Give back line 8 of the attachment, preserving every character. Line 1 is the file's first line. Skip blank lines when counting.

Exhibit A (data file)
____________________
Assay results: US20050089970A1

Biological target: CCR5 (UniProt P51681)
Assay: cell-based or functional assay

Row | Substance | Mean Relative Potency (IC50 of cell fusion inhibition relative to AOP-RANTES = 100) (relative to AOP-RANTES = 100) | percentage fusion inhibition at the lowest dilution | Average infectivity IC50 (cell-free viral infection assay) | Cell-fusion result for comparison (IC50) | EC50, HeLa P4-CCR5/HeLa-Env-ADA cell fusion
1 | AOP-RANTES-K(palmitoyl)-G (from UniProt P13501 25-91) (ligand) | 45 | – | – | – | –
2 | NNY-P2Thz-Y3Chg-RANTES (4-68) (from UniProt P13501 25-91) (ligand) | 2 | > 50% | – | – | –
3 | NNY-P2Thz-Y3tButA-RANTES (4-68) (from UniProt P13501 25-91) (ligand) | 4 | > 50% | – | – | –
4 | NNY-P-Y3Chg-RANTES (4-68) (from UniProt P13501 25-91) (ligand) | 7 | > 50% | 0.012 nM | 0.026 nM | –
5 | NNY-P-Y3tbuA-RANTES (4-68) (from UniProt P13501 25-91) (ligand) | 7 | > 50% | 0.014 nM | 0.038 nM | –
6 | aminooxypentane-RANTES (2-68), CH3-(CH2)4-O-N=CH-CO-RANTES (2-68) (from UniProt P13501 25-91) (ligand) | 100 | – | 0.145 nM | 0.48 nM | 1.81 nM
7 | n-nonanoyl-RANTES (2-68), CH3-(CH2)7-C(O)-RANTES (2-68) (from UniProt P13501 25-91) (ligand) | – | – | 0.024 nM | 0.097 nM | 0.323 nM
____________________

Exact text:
4 | NNY-P-Y3Chg-RANTES (4-68) (from UniProt P13501 25-91) (ligand) | 7 | > 50% | 0.012 nM | 0.026 nM | –